Their third-in person meeting on negotiations lasted for 50 minutes, CBS News reported.
"The president and speaker had a frank meeting in the Oval Office tonight," Boehner spokesman Brendan Buck said in a statement. "There will be no further readout of the meeting, but lines of communication remain open."
The White House and Republicans earlier traded insults over "fiscal cliff" negotiations Thursday, with the White House saying the GOP is into "fantasy economics."
Boehner earlier told reporters Obama is "unserious" about working out an agreement to avert the expiration of Bush-era tax cuts and $500 billion in spending cuts that kick in Jan. 1.
As Obama walked across Pennsylvania Avenue to Blair House to attend a holiday party for the National Security Council, he would say only that the negotiations are "still a work in progress."
Boehner was scheduled to return home to Ohio for the weekend Friday.
White House spokesman Jay Carney bristled at Boehner's remarks earlier in the day telling reporters the House speaker has a poor track record in predicting what tax cuts would mean to the economy, citing Boehner's predictions during the Clinton administration.
He also repeated objections to GOP proposals submitted thus far, saying they constituted only two pages and lack specificity.
"It begs the question, what spending cuts have the Republicans put forward?" Carney said, labeling Republican assertions they can raise $800 billion in new revenue by just closing loopholes and eliminating deductions in the tax code "fantasy economics."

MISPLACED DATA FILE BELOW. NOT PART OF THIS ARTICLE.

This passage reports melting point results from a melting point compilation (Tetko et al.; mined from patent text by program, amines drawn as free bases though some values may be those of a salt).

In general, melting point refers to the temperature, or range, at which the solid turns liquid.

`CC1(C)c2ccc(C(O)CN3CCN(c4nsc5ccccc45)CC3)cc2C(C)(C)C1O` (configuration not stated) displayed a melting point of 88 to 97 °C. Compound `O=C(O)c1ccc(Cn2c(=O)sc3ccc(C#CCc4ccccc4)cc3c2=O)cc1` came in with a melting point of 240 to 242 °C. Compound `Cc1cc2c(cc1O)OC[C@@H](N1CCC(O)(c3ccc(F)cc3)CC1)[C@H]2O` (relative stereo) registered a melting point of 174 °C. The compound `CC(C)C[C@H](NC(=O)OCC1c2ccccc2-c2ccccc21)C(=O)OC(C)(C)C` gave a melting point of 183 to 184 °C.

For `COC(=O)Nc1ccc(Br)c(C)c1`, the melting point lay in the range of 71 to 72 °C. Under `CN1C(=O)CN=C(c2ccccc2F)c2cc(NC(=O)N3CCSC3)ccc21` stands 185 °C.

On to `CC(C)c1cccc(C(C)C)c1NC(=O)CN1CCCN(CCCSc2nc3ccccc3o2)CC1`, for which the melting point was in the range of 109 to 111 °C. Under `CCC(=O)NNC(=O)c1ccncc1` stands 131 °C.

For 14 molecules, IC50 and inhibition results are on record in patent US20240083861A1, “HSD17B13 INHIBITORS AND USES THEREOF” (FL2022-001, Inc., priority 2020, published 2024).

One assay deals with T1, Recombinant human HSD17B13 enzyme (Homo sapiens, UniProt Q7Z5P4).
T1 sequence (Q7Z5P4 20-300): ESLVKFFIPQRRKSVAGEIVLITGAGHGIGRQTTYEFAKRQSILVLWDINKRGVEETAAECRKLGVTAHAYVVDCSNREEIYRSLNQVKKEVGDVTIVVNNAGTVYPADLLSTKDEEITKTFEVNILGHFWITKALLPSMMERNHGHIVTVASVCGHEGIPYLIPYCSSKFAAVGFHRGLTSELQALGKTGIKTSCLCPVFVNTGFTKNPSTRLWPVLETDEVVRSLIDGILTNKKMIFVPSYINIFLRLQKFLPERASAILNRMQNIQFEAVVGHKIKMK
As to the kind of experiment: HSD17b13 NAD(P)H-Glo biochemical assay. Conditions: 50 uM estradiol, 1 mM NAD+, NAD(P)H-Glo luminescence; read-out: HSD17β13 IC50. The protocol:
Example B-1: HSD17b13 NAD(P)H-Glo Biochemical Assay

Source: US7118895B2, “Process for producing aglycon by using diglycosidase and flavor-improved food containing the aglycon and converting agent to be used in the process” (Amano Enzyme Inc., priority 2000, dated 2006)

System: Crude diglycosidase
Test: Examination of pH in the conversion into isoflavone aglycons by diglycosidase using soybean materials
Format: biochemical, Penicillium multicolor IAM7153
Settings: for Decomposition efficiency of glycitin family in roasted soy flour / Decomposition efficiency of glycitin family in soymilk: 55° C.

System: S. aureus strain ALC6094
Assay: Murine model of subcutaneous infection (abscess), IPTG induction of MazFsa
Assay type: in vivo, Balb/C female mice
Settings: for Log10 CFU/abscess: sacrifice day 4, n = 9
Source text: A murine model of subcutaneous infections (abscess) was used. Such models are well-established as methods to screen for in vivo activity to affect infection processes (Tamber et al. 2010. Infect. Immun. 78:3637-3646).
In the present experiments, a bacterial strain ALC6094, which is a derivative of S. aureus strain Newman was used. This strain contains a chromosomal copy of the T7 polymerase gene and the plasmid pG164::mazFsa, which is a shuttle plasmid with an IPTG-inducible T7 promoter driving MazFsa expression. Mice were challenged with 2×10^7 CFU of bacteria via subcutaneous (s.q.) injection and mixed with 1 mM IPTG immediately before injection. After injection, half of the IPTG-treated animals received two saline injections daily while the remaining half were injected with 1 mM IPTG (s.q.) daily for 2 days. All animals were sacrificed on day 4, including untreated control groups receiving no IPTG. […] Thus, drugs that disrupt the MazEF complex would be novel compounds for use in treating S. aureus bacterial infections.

Boehner told reporters the negotiations have stalled because Obama has yet to outline what spending cuts he would favor.
"The president wants to pretend spending isn't the problem. That's why we don't have an agreement," Boehner said.
Politico reported Boehner told Obama privately he'd consider more than the $800 billion in tax revenues he already proposed but did not suggest how the new tax revenue would be raised. Boehner has adamantly refused to raise upper-income tax rates. Obama has insisted marginal income rates go up on incomes of more than $250,000.
The White House and Boehner's office had no comment on the report. Both sides agreed last week not to discuss internal discussions.
Boehner's reported olive branch came as a public-opinion poll indicated Americans clearly want a deal worked out, and soon.
About two-thirds told a Wall Street Journal/NBC News poll released Wednesday they want Congress to strike a deal to reduce the federal budget deficit, even if means cutting Social Security and Medicare, and increasing tax rates for people who earn more than $250,000 a year.
Seventy-six percent of respondents, including 61 percent of Republicans, said they would accept raising taxes above $250,000 to avoid the cliff.
By contrast, less than 3 in 10 said congressional Republicans should stick to their guns on the deficit, even if that meant triggering the cliff's automatic cuts to domestic and military spending and higher tax rates across the board.
If the spending cuts and tax increases go into effect, 24 percent said they would blame the Republicans and 19 percent said they'd blame Obama and the Democrats, while 56 percent said they'd blame both equally.
The telephone poll of 1,000 adults, including 300 adults who use only a cellphone, was conducted by the polling organizations of Peter D. Hart and Bill McInturff Dec. 6-9. It has an error margin of 3.1 percentage points, with subgroup tolerances larger, the Journal said.
Big-business executives are also coming out in support of higher taxes, saying avoiding the fiscal cliff is their No. 1 priority.
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